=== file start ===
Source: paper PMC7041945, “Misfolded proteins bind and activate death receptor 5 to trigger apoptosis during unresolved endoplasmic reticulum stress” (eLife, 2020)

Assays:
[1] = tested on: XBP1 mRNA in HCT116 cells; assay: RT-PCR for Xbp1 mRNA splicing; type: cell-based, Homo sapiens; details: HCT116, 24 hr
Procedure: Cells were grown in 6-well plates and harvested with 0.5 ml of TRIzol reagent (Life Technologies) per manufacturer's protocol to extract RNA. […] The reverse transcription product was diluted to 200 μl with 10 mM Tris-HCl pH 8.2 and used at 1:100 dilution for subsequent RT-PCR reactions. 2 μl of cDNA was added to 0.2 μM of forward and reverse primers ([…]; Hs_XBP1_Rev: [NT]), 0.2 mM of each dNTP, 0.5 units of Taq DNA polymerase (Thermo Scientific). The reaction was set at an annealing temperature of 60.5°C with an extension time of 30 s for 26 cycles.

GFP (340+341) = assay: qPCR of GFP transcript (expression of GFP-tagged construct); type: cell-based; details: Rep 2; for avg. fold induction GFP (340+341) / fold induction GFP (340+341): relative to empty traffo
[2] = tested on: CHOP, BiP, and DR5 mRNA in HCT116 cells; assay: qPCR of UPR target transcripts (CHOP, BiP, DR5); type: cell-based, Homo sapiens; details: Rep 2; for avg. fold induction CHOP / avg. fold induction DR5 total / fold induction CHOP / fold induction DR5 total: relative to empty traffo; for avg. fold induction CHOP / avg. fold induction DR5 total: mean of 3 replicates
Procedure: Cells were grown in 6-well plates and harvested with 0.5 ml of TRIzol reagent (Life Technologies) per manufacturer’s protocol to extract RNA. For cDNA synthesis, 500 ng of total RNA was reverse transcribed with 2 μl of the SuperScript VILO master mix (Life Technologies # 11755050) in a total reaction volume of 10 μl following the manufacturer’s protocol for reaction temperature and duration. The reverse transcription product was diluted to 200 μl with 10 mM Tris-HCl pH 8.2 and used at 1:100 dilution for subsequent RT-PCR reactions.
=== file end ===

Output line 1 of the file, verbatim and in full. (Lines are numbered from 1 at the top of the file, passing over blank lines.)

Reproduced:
Source: paper PMC7041945, “Misfolded proteins bind and activate death receptor 5 to trigger apoptosis during unresolved endoplasmic reticulum stress” (eLife, 2020)